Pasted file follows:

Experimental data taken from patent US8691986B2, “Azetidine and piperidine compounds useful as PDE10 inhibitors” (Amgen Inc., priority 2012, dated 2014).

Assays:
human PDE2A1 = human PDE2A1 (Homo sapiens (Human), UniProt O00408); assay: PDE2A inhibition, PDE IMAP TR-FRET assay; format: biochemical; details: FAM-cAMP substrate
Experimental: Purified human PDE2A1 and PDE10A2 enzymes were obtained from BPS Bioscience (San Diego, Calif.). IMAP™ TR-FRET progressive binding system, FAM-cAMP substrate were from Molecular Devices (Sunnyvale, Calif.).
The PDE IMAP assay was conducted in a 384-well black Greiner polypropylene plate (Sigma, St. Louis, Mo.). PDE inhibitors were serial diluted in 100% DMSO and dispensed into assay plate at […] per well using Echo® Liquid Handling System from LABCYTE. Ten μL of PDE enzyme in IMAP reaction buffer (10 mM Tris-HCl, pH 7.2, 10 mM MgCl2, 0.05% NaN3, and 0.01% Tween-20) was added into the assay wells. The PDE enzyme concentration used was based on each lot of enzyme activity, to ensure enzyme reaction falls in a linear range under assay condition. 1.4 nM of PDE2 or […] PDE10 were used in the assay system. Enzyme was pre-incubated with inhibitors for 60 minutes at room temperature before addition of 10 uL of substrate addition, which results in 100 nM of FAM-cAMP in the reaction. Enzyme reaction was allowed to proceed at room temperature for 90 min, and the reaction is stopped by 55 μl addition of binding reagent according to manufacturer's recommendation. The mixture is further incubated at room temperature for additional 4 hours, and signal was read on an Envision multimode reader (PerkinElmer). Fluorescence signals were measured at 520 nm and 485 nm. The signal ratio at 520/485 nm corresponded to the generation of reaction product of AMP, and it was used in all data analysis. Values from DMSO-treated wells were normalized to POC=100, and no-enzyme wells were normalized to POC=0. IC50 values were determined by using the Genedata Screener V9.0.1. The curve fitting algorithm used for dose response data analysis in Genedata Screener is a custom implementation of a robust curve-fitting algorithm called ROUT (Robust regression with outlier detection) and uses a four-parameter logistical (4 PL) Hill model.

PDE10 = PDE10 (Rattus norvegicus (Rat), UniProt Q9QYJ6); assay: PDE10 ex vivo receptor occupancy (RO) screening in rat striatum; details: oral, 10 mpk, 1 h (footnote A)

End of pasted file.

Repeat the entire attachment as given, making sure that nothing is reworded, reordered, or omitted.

Experimental data taken from patent US8691986B2, “Azetidine and piperidine compounds useful as PDE10 inhibitors” (Amgen Inc., priority 2012, dated 2014).

Assays:
human PDE2A1 = human PDE2A1 (Homo sapiens (Human), UniProt O00408); assay: PDE2A inhibition, PDE IMAP TR-FRET assay; format: biochemical; details: FAM-cAMP substrate
Experimental: Purified human PDE2A1 and PDE10A2 enzymes were obtained from BPS Bioscience (San Diego, Calif.). IMAP™ TR-FRET progressive binding system, FAM-cAMP substrate were from Molecular Devices (Sunnyvale, Calif.).
The PDE IMAP assay was conducted in a 384-well black Greiner polypropylene plate (Sigma, St. Louis, Mo.). PDE inhibitors were serial diluted in 100% DMSO and dispensed into assay plate at […] per well using Echo® Liquid Handling System from LABCYTE. Ten μL of PDE enzyme in IMAP reaction buffer (10 mM Tris-HCl, pH 7.2, 10 mM MgCl2, 0.05% NaN3, and 0.01% Tween-20) was added into the assay wells. The PDE enzyme concentration used was based on each lot of enzyme activity, to ensure enzyme reaction falls in a linear range under assay condition. 1.4 nM of PDE2 or […] PDE10 were used in the assay system. Enzyme was pre-incubated with inhibitors for 60 minutes at room temperature before addition of 10 uL of substrate addition, which results in 100 nM of FAM-cAMP in the reaction. Enzyme reaction was allowed to proceed at room temperature for 90 min, and the reaction is stopped by 55 μl addition of binding reagent according to manufacturer's recommendation. The mixture is further incubated at room temperature for additional 4 hours, and signal was read on an Envision multimode reader (PerkinElmer). Fluorescence signals were measured at 520 nm and 485 nm. The signal ratio at 520/485 nm corresponded to the generation of reaction product of AMP, and it was used in all data analysis. Values from DMSO-treated wells were normalized to POC=100, and no-enzyme wells were normalized to POC=0. IC50 values were determined by using the Genedata Screener V9.0.1. The curve fitting algorithm used for dose response data analysis in Genedata Screener is a custom implementation of a robust curve-fitting algorithm called ROUT (Robust regression with outlier detection) and uses a four-parameter logistical (4 PL) Hill model.

PDE10 = PDE10 (Rattus norvegicus (Rat), UniProt Q9QYJ6); assay: PDE10 ex vivo receptor occupancy (RO) screening in rat striatum; details: oral, 10 mpk, 1 h (footnote A)